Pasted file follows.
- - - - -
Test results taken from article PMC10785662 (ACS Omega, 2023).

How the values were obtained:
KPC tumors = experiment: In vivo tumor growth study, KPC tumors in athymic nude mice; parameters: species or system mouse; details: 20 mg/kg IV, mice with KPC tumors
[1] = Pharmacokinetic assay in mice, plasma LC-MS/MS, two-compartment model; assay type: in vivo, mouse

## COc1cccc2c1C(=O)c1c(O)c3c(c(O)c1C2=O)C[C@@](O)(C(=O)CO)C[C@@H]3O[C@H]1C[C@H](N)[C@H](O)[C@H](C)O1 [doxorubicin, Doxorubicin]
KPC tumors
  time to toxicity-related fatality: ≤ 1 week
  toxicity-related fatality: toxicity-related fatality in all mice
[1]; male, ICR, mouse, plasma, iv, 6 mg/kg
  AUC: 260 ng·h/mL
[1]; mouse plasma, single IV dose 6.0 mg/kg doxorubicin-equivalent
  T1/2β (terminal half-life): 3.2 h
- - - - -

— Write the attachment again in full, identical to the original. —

Test results taken from article PMC10785662 (ACS Omega, 2023).

How the values were obtained:
KPC tumors = experiment: In vivo tumor growth study, KPC tumors in athymic nude mice; parameters: species or system mouse; details: 20 mg/kg IV, mice with KPC tumors
[1] = Pharmacokinetic assay in mice, plasma LC-MS/MS, two-compartment model; assay type: in vivo, mouse

## COc1cccc2c1C(=O)c1c(O)c3c(c(O)c1C2=O)C[C@@](O)(C(=O)CO)C[C@@H]3O[C@H]1C[C@H](N)[C@H](O)[C@H](C)O1 [doxorubicin, Doxorubicin]
KPC tumors
  time to toxicity-related fatality: ≤ 1 week
  toxicity-related fatality: toxicity-related fatality in all mice
[1]; male, ICR, mouse, plasma, iv, 6 mg/kg
  AUC: 260 ng·h/mL
[1]; mouse plasma, single IV dose 6.0 mg/kg doxorubicin-equivalent
  T1/2β (terminal half-life): 3.2 h